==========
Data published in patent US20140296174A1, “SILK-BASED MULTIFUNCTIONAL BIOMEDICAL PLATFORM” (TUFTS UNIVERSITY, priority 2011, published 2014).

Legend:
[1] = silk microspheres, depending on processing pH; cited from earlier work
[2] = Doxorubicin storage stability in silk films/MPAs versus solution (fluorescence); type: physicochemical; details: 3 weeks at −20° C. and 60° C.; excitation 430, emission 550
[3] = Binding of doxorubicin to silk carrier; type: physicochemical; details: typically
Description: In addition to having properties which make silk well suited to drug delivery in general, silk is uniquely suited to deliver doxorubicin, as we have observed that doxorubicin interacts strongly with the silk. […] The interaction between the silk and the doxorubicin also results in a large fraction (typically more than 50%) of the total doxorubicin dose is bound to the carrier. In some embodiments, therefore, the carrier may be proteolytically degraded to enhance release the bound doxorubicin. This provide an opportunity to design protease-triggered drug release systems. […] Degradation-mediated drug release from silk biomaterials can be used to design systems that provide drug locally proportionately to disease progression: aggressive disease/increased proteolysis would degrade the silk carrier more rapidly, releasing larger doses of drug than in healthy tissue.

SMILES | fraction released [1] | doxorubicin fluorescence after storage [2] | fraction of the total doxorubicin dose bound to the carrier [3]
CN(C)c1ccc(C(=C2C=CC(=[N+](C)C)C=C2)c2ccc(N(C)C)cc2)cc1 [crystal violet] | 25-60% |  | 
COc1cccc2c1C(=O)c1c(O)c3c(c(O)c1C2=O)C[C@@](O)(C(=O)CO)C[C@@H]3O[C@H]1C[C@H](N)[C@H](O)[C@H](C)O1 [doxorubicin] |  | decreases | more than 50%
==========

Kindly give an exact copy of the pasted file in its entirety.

Data published in patent US20140296174A1, “SILK-BASED MULTIFUNCTIONAL BIOMEDICAL PLATFORM” (TUFTS UNIVERSITY, priority 2011, published 2014).

Legend:
[1] = silk microspheres, depending on processing pH; cited from earlier work
[2] = Doxorubicin storage stability in silk films/MPAs versus solution (fluorescence); type: physicochemical; details: 3 weeks at −20° C. and 60° C.; excitation 430, emission 550
[3] = Binding of doxorubicin to silk carrier; type: physicochemical; details: typically
Description: In addition to having properties which make silk well suited to drug delivery in general, silk is uniquely suited to deliver doxorubicin, as we have observed that doxorubicin interacts strongly with the silk. […] The interaction between the silk and the doxorubicin also results in a large fraction (typically more than 50%) of the total doxorubicin dose is bound to the carrier. In some embodiments, therefore, the carrier may be proteolytically degraded to enhance release the bound doxorubicin. This provide an opportunity to design protease-triggered drug release systems. […] Degradation-mediated drug release from silk biomaterials can be used to design systems that provide drug locally proportionately to disease progression: aggressive disease/increased proteolysis would degrade the silk carrier more rapidly, releasing larger doses of drug than in healthy tissue.

SMILES | fraction released [1] | doxorubicin fluorescence after storage [2] | fraction of the total doxorubicin dose bound to the carrier [3]
CN(C)c1ccc(C(=C2C=CC(=[N+](C)C)C=C2)c2ccc(N(C)C)cc2)cc1 [crystal violet] | 25-60% |  | 
COc1cccc2c1C(=O)c1c(O)c3c(c(O)c1C2=O)C[C@@](O)(C(=O)CO)C[C@@H]3O[C@H]1C[C@H](N)[C@H](O)[C@H](C)O1 [doxorubicin] |  | decreases | more than 50%